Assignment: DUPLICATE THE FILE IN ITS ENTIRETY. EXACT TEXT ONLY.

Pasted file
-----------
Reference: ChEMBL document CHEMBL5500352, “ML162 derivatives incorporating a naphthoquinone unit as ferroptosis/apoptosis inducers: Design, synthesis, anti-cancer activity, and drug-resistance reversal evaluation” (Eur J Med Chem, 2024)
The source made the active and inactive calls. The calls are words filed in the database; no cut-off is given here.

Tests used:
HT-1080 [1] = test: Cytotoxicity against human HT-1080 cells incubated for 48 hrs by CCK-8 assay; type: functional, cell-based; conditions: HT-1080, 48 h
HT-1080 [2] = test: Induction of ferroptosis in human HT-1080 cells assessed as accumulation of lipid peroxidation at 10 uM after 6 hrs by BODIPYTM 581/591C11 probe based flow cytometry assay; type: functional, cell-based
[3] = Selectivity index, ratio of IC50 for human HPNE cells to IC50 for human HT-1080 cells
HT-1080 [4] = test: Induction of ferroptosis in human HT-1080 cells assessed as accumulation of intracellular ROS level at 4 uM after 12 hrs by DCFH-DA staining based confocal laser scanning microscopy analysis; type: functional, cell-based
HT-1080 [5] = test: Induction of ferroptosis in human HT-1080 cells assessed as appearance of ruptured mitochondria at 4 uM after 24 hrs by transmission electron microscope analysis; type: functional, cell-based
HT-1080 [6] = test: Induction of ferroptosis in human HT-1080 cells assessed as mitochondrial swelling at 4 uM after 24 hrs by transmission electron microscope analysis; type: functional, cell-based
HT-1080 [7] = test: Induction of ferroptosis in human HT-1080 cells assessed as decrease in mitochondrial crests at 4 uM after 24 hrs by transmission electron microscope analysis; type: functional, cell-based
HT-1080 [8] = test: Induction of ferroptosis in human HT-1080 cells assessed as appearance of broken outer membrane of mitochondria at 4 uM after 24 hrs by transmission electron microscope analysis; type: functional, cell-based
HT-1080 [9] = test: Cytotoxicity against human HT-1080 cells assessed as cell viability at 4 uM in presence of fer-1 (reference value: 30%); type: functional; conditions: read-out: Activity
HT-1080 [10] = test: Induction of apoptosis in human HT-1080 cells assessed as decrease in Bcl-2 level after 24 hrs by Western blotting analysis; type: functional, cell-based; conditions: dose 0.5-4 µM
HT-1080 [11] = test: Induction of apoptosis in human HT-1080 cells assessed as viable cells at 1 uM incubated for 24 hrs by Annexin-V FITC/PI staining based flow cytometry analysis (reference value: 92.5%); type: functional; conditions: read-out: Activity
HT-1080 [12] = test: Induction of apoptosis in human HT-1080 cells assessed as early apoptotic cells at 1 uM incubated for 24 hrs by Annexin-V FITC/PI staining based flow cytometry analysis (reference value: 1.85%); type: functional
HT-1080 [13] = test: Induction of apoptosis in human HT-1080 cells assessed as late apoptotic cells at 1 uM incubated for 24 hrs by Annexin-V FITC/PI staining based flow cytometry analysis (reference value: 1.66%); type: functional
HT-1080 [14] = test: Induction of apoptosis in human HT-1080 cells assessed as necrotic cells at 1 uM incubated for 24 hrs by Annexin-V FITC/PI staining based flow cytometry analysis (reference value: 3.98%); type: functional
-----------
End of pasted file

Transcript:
Reference: ChEMBL document CHEMBL5500352, “ML162 derivatives incorporating a naphthoquinone unit as ferroptosis/apoptosis inducers: Design, synthesis, anti-cancer activity, and drug-resistance reversal evaluation” (Eur J Med Chem, 2024)
The source made the active and inactive calls. The calls are words filed in the database; no cut-off is given here.

Tests used:
HT-1080 [1] = test: Cytotoxicity against human HT-1080 cells incubated for 48 hrs by CCK-8 assay; type: functional, cell-based; conditions: HT-1080, 48 h
HT-1080 [2] = test: Induction of ferroptosis in human HT-1080 cells assessed as accumulation of lipid peroxidation at 10 uM after 6 hrs by BODIPYTM 581/591C11 probe based flow cytometry assay; type: functional, cell-based
[3] = Selectivity index, ratio of IC50 for human HPNE cells to IC50 for human HT-1080 cells
HT-1080 [4] = test: Induction of ferroptosis in human HT-1080 cells assessed as accumulation of intracellular ROS level at 4 uM after 12 hrs by DCFH-DA staining based confocal laser scanning microscopy analysis; type: functional, cell-based
HT-1080 [5] = test: Induction of ferroptosis in human HT-1080 cells assessed as appearance of ruptured mitochondria at 4 uM after 24 hrs by transmission electron microscope analysis; type: functional, cell-based
HT-1080 [6] = test: Induction of ferroptosis in human HT-1080 cells assessed as mitochondrial swelling at 4 uM after 24 hrs by transmission electron microscope analysis; type: functional, cell-based
HT-1080 [7] = test: Induction of ferroptosis in human HT-1080 cells assessed as decrease in mitochondrial crests at 4 uM after 24 hrs by transmission electron microscope analysis; type: functional, cell-based
HT-1080 [8] = test: Induction of ferroptosis in human HT-1080 cells assessed as appearance of broken outer membrane of mitochondria at 4 uM after 24 hrs by transmission electron microscope analysis; type: functional, cell-based
HT-1080 [9] = test: Cytotoxicity against human HT-1080 cells assessed as cell viability at 4 uM in presence of fer-1 (reference value: 30%); type: functional; conditions: read-out: Activity
HT-1080 [10] = test: Induction of apoptosis in human HT-1080 cells assessed as decrease in Bcl-2 level after 24 hrs by Western blotting analysis; type: functional, cell-based; conditions: dose 0.5-4 µM
HT-1080 [11] = test: Induction of apoptosis in human HT-1080 cells assessed as viable cells at 1 uM incubated for 24 hrs by Annexin-V FITC/PI staining based flow cytometry analysis (reference value: 92.5%); type: functional; conditions: read-out: Activity
HT-1080 [12] = test: Induction of apoptosis in human HT-1080 cells assessed as early apoptotic cells at 1 uM incubated for 24 hrs by Annexin-V FITC/PI staining based flow cytometry analysis (reference value: 1.85%); type: functional
HT-1080 [13] = test: Induction of apoptosis in human HT-1080 cells assessed as late apoptotic cells at 1 uM incubated for 24 hrs by Annexin-V FITC/PI staining based flow cytometry analysis (reference value: 1.66%); type: functional
HT-1080 [14] = test: Induction of apoptosis in human HT-1080 cells assessed as necrotic cells at 1 uM incubated for 24 hrs by Annexin-V FITC/PI staining based flow cytometry analysis (reference value: 3.98%); type: functional